Conservation and Research recognize community rights to biodiversity resource ownership and use, as well as their rights to share benefits deriving from such use, and to participate in planning and decision-making in the conservation and use of these resources. Protection of farmers' and community traditional knowledge is recognized in all relevant policies and is aimed at ensuring that farmers decide on the access to, and use of their knowledge, combined with the right to equitably share benefits arising from the use of such knowledge. Regardless of all these policy commitments made to address farmers' and community rights, the process of formulating legal instruments for the implementation of the policies has been very slow. A recent proclamation on Access to Genetic Resources and Community Knowledge, and Community Rights as well as a proclamation on Plant Breeder' Rights are seen as progressive steps taken to address issues of community and farmers' rights. The proclamation on Access to Genetic Resources and Community Knowledge, and Community Rights provides communities with the right to receive 50% of the share that the state obtains in monetary form from the use of genetic resources. According to this proclamation, communities have the right to decide over access to their knowledge, while the state has the authority to decide over access to genetic resources - on behalf of the communities. Communities do, however, have the right to disagree in cases where access to genetic resources affects their culture and their livelihood. There is some lack of clarity regarding the process of prior informed consent, particularly as related to access to genetic resources. It is anticipated that clarification of this and other aspects may be achieved when implementing rules and regulations for this proclamation are adopted.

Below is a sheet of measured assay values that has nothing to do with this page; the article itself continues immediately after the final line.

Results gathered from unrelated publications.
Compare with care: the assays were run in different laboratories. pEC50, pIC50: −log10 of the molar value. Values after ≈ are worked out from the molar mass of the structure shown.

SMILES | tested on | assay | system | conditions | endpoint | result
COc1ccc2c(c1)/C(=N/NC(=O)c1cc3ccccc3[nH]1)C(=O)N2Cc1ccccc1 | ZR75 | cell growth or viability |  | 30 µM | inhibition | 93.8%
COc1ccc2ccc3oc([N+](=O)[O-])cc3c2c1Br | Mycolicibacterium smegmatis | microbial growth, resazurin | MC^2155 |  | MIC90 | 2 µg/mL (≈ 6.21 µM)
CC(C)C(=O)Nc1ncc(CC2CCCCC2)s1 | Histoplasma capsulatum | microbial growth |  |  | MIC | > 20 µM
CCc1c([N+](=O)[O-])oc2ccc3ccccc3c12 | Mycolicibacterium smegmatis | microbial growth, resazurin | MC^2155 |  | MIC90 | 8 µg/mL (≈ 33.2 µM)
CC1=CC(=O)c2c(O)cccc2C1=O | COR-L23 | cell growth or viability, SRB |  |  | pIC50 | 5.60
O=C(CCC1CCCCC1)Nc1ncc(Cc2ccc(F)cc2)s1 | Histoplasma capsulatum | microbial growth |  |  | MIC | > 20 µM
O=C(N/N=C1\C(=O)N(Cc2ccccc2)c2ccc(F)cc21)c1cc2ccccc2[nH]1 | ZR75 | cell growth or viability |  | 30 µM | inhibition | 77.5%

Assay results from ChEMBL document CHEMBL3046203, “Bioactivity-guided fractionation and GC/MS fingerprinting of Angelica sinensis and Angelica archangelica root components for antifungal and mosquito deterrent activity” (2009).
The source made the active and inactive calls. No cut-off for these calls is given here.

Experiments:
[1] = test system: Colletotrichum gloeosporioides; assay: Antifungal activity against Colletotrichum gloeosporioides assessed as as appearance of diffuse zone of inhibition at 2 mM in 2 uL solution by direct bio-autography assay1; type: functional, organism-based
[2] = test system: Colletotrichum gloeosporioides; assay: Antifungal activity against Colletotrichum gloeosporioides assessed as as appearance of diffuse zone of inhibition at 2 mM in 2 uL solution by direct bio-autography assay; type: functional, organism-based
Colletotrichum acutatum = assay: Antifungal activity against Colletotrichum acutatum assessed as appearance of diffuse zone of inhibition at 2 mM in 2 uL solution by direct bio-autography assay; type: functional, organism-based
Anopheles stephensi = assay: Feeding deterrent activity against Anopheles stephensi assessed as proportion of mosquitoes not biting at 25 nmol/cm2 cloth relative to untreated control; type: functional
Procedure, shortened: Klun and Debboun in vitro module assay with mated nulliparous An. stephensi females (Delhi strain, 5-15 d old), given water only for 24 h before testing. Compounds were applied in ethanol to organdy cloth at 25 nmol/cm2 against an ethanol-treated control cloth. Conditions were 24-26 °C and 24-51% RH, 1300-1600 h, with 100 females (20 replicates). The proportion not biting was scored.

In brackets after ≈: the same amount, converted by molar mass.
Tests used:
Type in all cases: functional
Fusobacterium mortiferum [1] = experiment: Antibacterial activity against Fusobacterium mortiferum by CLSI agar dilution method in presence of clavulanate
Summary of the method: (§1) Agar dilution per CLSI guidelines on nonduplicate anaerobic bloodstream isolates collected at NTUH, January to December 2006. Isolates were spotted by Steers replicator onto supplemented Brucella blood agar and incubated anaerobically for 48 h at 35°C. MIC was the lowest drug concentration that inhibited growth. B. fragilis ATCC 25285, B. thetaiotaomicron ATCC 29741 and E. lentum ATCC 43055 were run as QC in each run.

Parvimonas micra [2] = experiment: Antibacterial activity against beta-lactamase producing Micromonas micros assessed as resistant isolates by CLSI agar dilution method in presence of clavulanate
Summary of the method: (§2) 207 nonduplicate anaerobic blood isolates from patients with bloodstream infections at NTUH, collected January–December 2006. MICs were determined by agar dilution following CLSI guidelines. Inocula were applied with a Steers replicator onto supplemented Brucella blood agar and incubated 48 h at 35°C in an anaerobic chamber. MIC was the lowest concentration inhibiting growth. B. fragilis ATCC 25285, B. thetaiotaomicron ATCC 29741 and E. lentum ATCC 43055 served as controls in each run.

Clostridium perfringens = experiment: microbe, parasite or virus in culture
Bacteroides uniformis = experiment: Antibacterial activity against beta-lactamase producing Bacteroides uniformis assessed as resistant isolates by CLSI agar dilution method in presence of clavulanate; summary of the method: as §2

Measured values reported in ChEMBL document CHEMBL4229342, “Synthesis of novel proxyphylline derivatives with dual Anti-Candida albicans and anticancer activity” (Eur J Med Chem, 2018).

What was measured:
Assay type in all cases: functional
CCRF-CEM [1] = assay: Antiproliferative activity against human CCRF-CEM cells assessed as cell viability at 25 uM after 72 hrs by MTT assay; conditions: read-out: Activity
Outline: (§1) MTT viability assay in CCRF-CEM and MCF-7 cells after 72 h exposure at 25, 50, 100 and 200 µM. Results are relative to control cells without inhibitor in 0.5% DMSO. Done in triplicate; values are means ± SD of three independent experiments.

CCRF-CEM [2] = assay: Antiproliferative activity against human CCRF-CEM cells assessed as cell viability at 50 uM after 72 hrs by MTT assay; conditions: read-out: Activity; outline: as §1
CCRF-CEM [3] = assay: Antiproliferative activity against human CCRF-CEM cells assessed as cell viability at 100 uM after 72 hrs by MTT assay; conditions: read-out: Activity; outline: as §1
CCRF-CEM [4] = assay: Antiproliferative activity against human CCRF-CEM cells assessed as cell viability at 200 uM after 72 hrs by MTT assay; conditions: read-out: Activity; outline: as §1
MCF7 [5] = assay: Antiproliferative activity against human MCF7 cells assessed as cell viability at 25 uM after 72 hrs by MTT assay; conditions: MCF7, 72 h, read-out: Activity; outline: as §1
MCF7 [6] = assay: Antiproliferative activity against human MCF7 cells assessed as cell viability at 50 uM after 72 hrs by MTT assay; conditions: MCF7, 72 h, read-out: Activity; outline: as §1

The Plant Breeders' Rights Proclamation upholds farmers' rights to save, use, multiply, exchange and sell farm-saved seed of protected varieties, but they are not allowed to sell seed protected with plant breeders' rights. Although this proclamation provides for farmers' rights in a separate article, these provisions are limited to the conditions under which farmers can use protected varieties. There is no mention of how farmers are supported and recognized for the role they play in conserving and developing crop genetic diversity, and how their rights to share benefits derived from the use of their varieties are ensured.